The grand jury is concerned about the cost effectiveness of the entire modification and building project, including the construction of a new middle school. When completed, LSUSD will still have nine active school sites, more than comparably sized districts operate, and an enrollment that has been dropping consistently in recent years.
The grand jury finds that on several occasions the LSUSD board has not followed the appropriate steps or procedures to conduct properly its closed or open sessions. This results in members of the public not being informed or able to participate in debating issues before the board. Agendas and minutes show that board members also failed to make all the necessary and appropriate efforts to fully inform each other and the public and to allow the public to participate after becoming fully informed. One example of failure to inform the public was the approval of the superintendent's contract in. December 2000. Minutes and agendas show no open discussion of the contract which was put on the consent calendar and summarily approved. The board justified this action by viewing the contract as a mere extension of the existing superintendent's contract, but the contract increased compensation in excess of the percentage increase granted other employees and provided new benefits. It was, therefore, by the board's own adopted policy (Board Policy 2121), not a continuation of the existing contract, and should have been discussed in open session.
A second earlier example occurred on October 11, 2000. After a closed session hearing, the board failed to announce in open session the actions taken in closed session. These actions dealt with the possible waiver of the attorney-client privilege following the grand jury's request to confer with the board's attorney. The public had a right to know the board was being investigated and what the board was discussing. The board's attorney, a deputy county counsel, reasoned that the possible waiver of the privilege during open discussion was more important than the public's right to know and participate. As discussed in a recent grand jury report, under the Brown Act (Government Code §54950 et. seq.) this subject was not properly set forth in the agenda and was not a proper subject for closed session. A similar example occurred in May 1999, when the board met in closed session to discuss transfer of school principals, a topic not appropriate to closed session according to the Brown Act. Board Policy 1120, "Community Relations Governing Board Meetings," does not now reflect the limited nature of closed sessions permitted under the Brown Act.
The grand jury also finds that the board fails to follow its own policies. Although, for example, the superintendent's performance should be evaluated by July 1 (Board Policy 2123), in 1999 and 2000 the evaluation was late or not done at all. The grand jury was informed through interviews with LSUSD board members that on several occasions a board member's request to remove an item from the consent calendar for discussion was denied and that on another occasion a board member was denied the opportunity of adding an item to a future agenda. The denials were made on the ground that it was "tradition" for two or more board members to make such a request. Such a response was contrary to the Brown Act (Government Code §54954.3), the board's own policy, and the spirit of the Brown Act which calls for openness and everyone's right to be heard on board calendar items.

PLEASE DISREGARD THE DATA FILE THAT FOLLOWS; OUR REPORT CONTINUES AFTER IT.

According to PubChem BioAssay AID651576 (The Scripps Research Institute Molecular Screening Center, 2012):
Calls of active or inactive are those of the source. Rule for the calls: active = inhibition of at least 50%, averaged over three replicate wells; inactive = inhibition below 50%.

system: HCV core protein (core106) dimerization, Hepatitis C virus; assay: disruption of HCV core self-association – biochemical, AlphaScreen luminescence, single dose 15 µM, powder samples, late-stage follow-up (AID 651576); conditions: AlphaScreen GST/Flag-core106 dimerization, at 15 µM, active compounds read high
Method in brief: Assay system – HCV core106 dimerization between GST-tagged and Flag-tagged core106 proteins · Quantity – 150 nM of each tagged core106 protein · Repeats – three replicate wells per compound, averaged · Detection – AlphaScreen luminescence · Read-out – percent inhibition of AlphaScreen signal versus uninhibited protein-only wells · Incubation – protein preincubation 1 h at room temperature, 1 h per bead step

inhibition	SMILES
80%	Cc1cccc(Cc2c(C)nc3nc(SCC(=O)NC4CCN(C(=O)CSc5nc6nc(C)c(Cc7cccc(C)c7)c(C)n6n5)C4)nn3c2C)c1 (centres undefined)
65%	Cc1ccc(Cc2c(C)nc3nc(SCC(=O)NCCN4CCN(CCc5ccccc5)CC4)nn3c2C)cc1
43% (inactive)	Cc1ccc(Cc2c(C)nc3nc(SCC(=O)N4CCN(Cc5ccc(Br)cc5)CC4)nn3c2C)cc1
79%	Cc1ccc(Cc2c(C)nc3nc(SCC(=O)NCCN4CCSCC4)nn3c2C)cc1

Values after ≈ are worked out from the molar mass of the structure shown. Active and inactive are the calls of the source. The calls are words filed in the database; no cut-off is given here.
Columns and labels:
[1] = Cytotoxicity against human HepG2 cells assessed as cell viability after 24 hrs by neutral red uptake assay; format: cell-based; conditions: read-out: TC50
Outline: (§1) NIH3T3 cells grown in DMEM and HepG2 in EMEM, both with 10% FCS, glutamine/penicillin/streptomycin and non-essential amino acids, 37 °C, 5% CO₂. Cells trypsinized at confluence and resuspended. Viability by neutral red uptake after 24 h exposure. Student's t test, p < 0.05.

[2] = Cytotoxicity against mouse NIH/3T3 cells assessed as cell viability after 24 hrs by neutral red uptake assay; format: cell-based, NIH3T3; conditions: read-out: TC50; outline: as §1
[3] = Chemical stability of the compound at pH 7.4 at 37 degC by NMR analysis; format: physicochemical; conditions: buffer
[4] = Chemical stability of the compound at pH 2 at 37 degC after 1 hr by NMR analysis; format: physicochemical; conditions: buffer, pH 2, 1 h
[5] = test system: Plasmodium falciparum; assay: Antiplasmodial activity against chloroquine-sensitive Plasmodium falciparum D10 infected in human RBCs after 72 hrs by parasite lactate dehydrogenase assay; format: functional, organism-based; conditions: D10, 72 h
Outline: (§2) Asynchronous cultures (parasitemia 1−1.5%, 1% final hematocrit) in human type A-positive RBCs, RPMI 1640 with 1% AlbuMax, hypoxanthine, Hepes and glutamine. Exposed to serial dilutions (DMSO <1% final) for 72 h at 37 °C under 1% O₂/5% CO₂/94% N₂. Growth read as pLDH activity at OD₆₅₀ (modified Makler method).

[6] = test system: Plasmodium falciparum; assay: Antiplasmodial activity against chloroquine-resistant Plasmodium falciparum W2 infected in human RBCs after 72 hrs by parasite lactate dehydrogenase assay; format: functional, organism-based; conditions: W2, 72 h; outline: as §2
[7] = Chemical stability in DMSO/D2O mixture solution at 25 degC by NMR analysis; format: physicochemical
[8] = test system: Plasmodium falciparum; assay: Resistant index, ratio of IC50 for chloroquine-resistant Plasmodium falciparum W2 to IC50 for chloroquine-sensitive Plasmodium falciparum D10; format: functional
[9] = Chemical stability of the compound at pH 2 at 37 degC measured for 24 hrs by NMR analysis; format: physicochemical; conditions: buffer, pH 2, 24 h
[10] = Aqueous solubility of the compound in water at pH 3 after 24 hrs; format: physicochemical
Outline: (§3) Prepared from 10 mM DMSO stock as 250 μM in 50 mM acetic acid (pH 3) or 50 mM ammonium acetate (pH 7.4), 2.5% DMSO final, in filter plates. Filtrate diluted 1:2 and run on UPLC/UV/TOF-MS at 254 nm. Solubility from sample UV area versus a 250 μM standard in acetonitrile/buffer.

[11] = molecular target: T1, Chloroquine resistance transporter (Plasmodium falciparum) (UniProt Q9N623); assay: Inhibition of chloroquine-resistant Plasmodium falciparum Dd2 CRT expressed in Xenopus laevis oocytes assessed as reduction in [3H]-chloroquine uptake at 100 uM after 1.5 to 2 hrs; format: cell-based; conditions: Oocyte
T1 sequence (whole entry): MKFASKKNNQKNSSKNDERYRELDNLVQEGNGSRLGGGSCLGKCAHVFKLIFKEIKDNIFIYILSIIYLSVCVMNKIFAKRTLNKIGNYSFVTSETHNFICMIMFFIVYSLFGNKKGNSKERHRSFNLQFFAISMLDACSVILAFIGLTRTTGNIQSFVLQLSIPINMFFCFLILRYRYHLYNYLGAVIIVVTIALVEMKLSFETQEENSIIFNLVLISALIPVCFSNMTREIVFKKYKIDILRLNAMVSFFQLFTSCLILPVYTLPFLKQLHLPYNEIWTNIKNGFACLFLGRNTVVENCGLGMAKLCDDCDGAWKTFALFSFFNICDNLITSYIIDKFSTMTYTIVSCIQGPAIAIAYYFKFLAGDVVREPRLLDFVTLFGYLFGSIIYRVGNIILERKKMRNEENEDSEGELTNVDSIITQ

The grand jury is also concerned that the planned new foundation may violate the Brown Act unless its business is conducted in public and may constitute an invalid gift of public funds. The taxpayers of the district must clearly be informed and assured of legal validity before public funds or other assets are transferred to a non-public entity.
The June 2000 annual audit of the district confirms several examples of inappropriate business practices that had been cited in the previous audit:
The audit shows that oversight of the student body funds was transferred to the parent group rather than being controlled by the board. Although nearly a year has passed since the 1999 audit was rendered, the grand jury observes that corrective actions have not occurred.
Interviews with board members indicate the board needs to understand the difference between its authority over the superintendent and its ability to delegate authority to the superintendent. The grand jury finds no evidence in LSUSD policies that the board has delegated to the superintendent the authority to hire and fire personnel prior to board approval. One example is the superintendent's hiring and payment of initial salary of a supervisor of construction before the matter was introduced to the board in open session. This situation appears inappropriate to one or more board members and generates conflict among board members, reducing the ability of the board to focus on the real needs of the school community and leading the board to operate in a generally dysfunctional manner. Despite having held sessions on conflict resolution, all parties have allowed the situation to deteriorate.
The Laguna Salada Union School District Board of Trustees and administration should complete the revision of the district's policies before the start of the 2001-2002 academic year. Thereafter, board members should take deliberate steps to cause their practices to conform to the new policies.
Early in the 2001-2002 academic year the Laguna Salada Union School District Board of Trustees should provide training sessions for members of the board and administration in the interpretation and application of all its policies and procedures, old, new, and revised.
The Laguna Salada Union School District Board of Trustees should hire a conflict resolution management facilitator to attend board meetings and provide ongoing seminars, instruction, and guidance on conflict resolution. All board members should attend.
The Laguna Salada Union School Board of Trustees should promptly schedule training for itself in board oversight, including the board's role in setting policy and appropriate delegation of authority. Additional training in the intentions and specifics of the Brown Act should be provided. The board should then implement practices consistent with the Brown Act.
The Laguna Salada Union School Board of Trustees should direct the superintendent to correct the deficiencies found in the June 2000 audit and report on corrective measures in a public board meeting not later than September 30, 2001.
The Laguna Salada Union School Board of Trustees should develop, as policy, accountability and ethical standards pertaining to public funds and property. The board should carefully reconsider its fiduciary obligations to the taxpayers, parents, and children of the district as they pertain to the management of properties owned by the district and to funds collected and used by student body accounts in the district.
The 2001-2002 Grand Jury should monitor Laguna Salada Union School District's actions over the coming year in areas that gave concern to the current and past grand juries and evaluate the legality, openness, and accountability of the not-for-profit foundation to which the Board of Trustees plans to entrust public funds and other assets. The articles of incorporation, by-laws, policies, procedures, and purposes of the not-for-profit foundation should be examined closely.